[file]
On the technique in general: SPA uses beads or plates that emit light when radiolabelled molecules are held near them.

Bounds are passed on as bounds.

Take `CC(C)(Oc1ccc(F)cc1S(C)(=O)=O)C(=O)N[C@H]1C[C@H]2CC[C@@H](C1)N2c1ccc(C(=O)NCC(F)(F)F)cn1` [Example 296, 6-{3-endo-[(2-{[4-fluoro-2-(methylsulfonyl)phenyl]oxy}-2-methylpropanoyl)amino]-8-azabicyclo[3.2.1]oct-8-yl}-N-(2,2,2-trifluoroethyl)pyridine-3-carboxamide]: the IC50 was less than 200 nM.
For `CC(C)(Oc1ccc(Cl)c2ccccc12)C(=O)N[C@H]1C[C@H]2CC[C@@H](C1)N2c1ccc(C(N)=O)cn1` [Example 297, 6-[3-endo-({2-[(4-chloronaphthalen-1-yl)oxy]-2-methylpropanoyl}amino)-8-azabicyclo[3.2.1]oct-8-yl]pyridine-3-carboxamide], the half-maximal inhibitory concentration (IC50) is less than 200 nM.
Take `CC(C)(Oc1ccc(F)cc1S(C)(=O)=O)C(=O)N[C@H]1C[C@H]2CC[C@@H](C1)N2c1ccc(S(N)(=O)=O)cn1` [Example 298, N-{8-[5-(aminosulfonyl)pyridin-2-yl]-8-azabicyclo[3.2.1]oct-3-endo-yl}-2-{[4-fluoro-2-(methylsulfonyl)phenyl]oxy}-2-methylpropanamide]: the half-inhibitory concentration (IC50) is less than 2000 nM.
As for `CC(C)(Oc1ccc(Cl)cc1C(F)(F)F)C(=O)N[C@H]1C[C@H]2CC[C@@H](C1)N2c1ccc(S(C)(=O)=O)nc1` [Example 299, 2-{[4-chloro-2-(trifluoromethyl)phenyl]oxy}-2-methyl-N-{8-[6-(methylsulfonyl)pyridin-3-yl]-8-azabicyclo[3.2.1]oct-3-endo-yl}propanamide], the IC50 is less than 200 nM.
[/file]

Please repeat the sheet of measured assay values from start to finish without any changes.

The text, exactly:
On the technique in general: SPA uses beads or plates that emit light when radiolabelled molecules are held near them.

Bounds are passed on as bounds.

Take `CC(C)(Oc1ccc(F)cc1S(C)(=O)=O)C(=O)N[C@H]1C[C@H]2CC[C@@H](C1)N2c1ccc(C(=O)NCC(F)(F)F)cn1` [Example 296, 6-{3-endo-[(2-{[4-fluoro-2-(methylsulfonyl)phenyl]oxy}-2-methylpropanoyl)amino]-8-azabicyclo[3.2.1]oct-8-yl}-N-(2,2,2-trifluoroethyl)pyridine-3-carboxamide]: the IC50 was less than 200 nM.
For `CC(C)(Oc1ccc(Cl)c2ccccc12)C(=O)N[C@H]1C[C@H]2CC[C@@H](C1)N2c1ccc(C(N)=O)cn1` [Example 297, 6-[3-endo-({2-[(4-chloronaphthalen-1-yl)oxy]-2-methylpropanoyl}amino)-8-azabicyclo[3.2.1]oct-8-yl]pyridine-3-carboxamide], the half-maximal inhibitory concentration (IC50) is less than 200 nM.
Take `CC(C)(Oc1ccc(F)cc1S(C)(=O)=O)C(=O)N[C@H]1C[C@H]2CC[C@@H](C1)N2c1ccc(S(N)(=O)=O)cn1` [Example 298, N-{8-[5-(aminosulfonyl)pyridin-2-yl]-8-azabicyclo[3.2.1]oct-3-endo-yl}-2-{[4-fluoro-2-(methylsulfonyl)phenyl]oxy}-2-methylpropanamide]: the half-inhibitory concentration (IC50) is less than 2000 nM.
As for `CC(C)(Oc1ccc(Cl)cc1C(F)(F)F)C(=O)N[C@H]1C[C@H]2CC[C@@H](C1)N2c1ccc(S(C)(=O)=O)nc1` [Example 299, 2-{[4-chloro-2-(trifluoromethyl)phenyl]oxy}-2-methyl-N-{8-[6-(methylsulfonyl)pyridin-3-yl]-8-azabicyclo[3.2.1]oct-3-endo-yl}propanamide], the IC50 is less than 200 nM.